Physician payment models are becoming more complex and the pace of change is increasing, creating challenges for physician practices that might hamper their ability to improve the quality and efficiency of care despite their willingness to change, according to a new joint study by the RAND Corporation and the American Medical Association.
The study is a follow-up to a similar one conducted in 2014 to assess how physician practices were responding to alternative payment models. These models are changing how physicians are compensated for the care of their patients to create stronger incentives for efficient, high-quality medicine. They often involve either bonuses for meeting quality goals or penalties for falling short.
The Centers for Medicare and Medicaid Services is moving providers towards taking on more risk in payment models. As an incentive, physicians who participate in programs that qualify as an advanced alternative payment model under MACRA don't have to meet measures for MIPS - the merit-based incentive system. They also have as incentive the 5 percent bonus payment.
But the study found that medical practices are increasingly averse to the financial risks posed by alternative payment methods that include penalties for cost of care overruns. In some cases, practices renegotiated contracts with payers to reduce their downside risk or transferred some of that risk to partners such as hospitals or device manufacturers.
WHAT ELSE YOU SHOULD KNOW
Researchers from RAND examined 31 physician practices in six geographic markets to describe the effects of alternative healthcare payment models on physician practices. Whenever possible, researchers re-interviewed the same physicians and practice leaders that participated in the previous study.
Across the markets studied, leaders perceived an acceleration in the pace of change in alternative payment models from both private insurers and government programs since 2014, at least partially driven by MACRA.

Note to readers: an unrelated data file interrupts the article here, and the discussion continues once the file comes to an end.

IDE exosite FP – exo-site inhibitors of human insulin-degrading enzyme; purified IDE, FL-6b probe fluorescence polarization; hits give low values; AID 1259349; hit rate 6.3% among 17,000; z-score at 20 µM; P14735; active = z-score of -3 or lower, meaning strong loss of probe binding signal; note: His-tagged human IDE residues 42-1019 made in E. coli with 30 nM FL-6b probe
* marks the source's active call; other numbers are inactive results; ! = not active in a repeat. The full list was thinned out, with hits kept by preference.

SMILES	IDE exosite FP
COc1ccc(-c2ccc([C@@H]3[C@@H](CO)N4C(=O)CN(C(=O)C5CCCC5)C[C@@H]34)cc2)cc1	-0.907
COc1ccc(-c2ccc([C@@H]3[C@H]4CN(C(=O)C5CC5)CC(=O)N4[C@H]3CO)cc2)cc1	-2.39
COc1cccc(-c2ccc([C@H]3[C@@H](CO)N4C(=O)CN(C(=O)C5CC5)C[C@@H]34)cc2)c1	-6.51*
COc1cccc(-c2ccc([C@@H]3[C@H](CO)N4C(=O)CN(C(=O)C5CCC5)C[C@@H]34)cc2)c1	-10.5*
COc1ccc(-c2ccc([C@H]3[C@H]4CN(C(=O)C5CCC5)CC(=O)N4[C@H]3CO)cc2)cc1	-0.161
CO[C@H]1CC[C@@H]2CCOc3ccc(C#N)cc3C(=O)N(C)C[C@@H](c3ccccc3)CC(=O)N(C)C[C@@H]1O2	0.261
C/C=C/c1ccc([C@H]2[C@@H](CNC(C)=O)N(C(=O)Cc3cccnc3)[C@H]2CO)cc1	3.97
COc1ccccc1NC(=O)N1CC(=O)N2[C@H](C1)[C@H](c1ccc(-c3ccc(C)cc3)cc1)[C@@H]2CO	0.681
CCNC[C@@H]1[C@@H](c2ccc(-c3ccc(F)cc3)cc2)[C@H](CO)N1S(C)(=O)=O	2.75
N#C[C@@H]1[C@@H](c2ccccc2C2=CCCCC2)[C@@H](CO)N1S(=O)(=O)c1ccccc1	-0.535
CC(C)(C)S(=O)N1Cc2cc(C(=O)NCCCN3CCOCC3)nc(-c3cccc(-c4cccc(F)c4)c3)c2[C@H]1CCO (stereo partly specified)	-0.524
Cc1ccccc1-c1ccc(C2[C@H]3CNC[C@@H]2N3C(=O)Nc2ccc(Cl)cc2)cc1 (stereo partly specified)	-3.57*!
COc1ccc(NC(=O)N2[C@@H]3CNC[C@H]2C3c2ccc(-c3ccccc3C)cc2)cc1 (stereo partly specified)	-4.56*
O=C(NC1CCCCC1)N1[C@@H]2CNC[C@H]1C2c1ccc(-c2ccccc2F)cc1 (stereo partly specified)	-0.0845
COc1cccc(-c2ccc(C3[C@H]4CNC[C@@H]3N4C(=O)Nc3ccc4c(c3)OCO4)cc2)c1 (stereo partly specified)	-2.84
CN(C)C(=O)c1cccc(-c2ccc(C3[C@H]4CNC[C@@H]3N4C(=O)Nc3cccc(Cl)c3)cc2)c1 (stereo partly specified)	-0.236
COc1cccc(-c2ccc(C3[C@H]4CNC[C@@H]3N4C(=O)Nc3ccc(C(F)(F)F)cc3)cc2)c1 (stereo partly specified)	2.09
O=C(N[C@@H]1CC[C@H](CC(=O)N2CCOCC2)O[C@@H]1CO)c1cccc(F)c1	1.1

As in 2014, many physician practices -- especially those that are small and independent -- reported that they lacked the skills and experience with data management and analysis that are needed to perform well in alternative payment methods.
Building in methods to help these practices master the use of health data would improve the potential success of many alternative payment methods, the study said.The findings also suggest that a slower and more predictable pace of change might benefit medical practices, payers and other stakeholders.
As in their previous study, researchers found that physicians were broadly supportive of alternative payment methods that enabled their practices to make noticeable improvements in patient care. They voiced satisfaction with clinical improvements, even when they did not result in financial bonuses.
But when the alternative payment methods created new reporting and documentation burdens or when they created no perceptible improvements in patient care, physicians reported disengagement and skepticism.
The Centers for Medicare and Medicaid Services will be releasing new payment models, CMS Administrator Seema Verma said last month. Some may even be mandatory, which the Department of Health and Human Services said could be necessary to determine whether a model truly works.
ON THE RECORD
"Physicians tell us that it's more difficult than ever to understand the growing complexity of payment models and they are straining against a conflicting muddle of public and private value-based policies and rules that are continually in flux," said AMA President Dr. Barbara L. McAneny. "The resulting administrative burdens take physicians away from patient care."
Allowing practicing physicians and other practice leaders to help design alternative payment methods might help improve physician engagement and improve the likelihood that such strategies will produce improvements in patient care.
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